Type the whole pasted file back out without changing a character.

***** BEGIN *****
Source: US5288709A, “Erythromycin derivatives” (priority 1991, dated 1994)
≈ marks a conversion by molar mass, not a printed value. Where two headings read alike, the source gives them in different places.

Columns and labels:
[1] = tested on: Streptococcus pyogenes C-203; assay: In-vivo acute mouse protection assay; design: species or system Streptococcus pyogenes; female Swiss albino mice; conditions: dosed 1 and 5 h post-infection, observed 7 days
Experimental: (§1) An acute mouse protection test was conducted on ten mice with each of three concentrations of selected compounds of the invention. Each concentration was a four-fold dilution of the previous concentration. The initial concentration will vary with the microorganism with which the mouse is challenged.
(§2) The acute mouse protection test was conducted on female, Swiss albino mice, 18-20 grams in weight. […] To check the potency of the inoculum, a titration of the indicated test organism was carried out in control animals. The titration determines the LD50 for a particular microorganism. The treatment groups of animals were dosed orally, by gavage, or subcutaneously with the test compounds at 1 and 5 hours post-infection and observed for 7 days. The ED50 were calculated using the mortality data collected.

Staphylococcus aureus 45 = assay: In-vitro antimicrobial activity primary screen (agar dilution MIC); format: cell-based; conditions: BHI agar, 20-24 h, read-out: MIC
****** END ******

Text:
Source: US5288709A, “Erythromycin derivatives” (priority 1991, dated 1994)
≈ marks a conversion by molar mass, not a printed value. Where two headings read alike, the source gives them in different places.

Columns and labels:
[1] = tested on: Streptococcus pyogenes C-203; assay: In-vivo acute mouse protection assay; design: species or system Streptococcus pyogenes; female Swiss albino mice; conditions: dosed 1 and 5 h post-infection, observed 7 days
Experimental: (§1) An acute mouse protection test was conducted on ten mice with each of three concentrations of selected compounds of the invention. Each concentration was a four-fold dilution of the previous concentration. The initial concentration will vary with the microorganism with which the mouse is challenged.
(§2) The acute mouse protection test was conducted on female, Swiss albino mice, 18-20 grams in weight. […] To check the potency of the inoculum, a titration of the indicated test organism was carried out in control animals. The titration determines the LD50 for a particular microorganism. The treatment groups of animals were dosed orally, by gavage, or subcutaneously with the test compounds at 1 and 5 hours post-infection and observed for 7 days. The ED50 were calculated using the mortality data collected.

Staphylococcus aureus 45 = assay: In-vitro antimicrobial activity primary screen (agar dilution MIC); format: cell-based; conditions: BHI agar, 20-24 h, read-out: MIC